Proud of the economic success of their new nation, 17th-century Dutch society placed great emphasis on home comforts and the virtues of domesticity. Particularly in the second half of the century, there was an appetite for paintings that presented an idealised vision of domestic life. Johannes Vermeer, Pieter de Hooch, and Gerard ter Borch are among the many artists who painted scenes of elegant men and women relaxing, making music, or taking care of household duties. They were also skilful in rendering complex lighting effects and displayed their mastery of illusionism and perspective, as was the architectural painter Pieter Saenredam in his depictions of luminous, whitewashed churches.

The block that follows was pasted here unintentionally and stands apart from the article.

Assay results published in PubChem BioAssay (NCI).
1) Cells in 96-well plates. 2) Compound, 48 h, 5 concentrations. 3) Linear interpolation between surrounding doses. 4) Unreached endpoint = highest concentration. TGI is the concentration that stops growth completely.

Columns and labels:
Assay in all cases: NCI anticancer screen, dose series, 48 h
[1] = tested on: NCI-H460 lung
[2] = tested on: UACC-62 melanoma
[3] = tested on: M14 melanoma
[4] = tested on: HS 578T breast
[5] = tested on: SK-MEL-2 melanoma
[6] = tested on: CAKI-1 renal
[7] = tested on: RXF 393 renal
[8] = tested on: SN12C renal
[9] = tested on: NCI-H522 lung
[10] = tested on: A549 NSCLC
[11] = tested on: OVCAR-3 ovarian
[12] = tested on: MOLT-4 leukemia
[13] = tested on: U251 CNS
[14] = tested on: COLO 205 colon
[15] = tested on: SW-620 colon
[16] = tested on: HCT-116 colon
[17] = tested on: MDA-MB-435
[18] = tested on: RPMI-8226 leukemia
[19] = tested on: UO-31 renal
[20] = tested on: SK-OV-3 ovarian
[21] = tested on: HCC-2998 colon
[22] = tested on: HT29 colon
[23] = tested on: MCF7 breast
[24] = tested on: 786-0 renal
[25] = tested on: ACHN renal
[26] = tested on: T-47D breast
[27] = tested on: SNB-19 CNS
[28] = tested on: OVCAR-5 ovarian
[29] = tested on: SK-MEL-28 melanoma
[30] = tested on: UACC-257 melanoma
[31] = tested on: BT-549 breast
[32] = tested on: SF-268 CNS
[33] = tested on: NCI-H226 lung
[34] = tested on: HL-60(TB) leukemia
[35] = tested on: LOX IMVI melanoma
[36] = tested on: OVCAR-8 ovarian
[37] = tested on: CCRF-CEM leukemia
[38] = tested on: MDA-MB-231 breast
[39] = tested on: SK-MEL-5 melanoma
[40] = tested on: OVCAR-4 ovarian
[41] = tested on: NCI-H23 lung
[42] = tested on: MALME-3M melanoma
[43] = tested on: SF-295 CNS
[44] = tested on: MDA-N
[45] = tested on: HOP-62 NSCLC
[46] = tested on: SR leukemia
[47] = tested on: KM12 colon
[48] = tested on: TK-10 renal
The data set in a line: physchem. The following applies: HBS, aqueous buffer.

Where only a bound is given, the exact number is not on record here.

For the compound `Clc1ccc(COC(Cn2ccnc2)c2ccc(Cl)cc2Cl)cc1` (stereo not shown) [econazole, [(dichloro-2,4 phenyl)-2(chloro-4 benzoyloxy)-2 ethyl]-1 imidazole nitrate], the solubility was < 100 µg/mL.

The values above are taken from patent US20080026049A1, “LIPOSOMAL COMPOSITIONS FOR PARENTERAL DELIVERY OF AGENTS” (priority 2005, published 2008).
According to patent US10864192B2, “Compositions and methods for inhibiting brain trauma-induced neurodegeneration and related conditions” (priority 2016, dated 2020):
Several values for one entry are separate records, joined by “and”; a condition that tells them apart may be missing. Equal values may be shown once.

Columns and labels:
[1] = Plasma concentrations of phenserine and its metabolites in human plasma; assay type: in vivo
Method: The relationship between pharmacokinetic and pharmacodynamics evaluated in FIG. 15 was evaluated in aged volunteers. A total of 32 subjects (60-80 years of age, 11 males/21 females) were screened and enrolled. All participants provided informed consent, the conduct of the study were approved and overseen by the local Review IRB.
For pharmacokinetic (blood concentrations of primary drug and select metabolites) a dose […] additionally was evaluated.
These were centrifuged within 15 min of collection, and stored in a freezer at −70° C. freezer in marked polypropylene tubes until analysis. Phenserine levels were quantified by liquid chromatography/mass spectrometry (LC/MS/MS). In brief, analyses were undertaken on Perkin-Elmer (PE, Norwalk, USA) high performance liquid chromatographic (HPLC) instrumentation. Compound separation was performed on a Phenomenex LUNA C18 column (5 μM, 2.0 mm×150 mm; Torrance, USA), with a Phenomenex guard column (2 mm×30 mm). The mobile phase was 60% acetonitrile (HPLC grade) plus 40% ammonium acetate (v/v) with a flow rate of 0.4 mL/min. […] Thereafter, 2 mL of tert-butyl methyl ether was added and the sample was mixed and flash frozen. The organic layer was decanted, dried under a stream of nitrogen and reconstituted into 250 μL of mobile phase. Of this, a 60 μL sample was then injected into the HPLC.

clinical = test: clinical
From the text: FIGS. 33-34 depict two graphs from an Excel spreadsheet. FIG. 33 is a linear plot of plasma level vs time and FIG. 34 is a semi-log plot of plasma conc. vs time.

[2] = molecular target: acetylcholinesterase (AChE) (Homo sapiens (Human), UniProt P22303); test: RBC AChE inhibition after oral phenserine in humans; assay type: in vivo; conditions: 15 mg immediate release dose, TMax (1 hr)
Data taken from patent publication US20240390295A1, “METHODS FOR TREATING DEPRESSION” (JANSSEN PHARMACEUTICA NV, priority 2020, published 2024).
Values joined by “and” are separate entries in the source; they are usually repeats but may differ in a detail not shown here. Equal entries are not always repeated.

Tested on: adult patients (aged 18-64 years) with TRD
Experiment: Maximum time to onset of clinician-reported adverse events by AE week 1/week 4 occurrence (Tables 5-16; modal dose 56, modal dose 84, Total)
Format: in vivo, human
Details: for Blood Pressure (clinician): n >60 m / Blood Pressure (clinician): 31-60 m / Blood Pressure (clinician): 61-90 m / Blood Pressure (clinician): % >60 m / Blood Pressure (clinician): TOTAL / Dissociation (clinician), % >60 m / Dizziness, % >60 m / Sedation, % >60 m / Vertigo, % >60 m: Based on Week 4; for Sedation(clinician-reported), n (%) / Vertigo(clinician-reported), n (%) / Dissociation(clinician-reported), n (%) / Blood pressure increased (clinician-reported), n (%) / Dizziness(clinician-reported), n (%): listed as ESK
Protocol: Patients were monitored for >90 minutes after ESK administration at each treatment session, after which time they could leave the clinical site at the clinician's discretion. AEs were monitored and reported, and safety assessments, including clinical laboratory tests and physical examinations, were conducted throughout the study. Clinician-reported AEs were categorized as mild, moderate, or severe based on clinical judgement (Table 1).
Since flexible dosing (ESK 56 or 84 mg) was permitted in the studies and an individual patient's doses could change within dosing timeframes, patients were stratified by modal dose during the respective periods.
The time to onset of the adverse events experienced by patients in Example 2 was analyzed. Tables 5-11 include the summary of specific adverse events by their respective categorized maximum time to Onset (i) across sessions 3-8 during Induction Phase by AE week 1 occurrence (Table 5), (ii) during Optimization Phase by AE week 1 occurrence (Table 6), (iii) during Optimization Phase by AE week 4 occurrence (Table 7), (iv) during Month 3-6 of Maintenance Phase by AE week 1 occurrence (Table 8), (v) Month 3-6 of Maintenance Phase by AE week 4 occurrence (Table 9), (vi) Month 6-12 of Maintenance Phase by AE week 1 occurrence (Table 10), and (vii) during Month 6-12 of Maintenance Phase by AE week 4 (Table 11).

The same pride in this new nation is seen in paintings representing the world outside. Assembled in this room are depictions of a number of urban centres in the Dutch Republic, identifiable by their characteristic church spires, from Deventer, home to Gerard ter Borch, to Dordrecht, Amsterdam, Haarlem, and Delft, where both Vermeer and De Hooch lived and worked.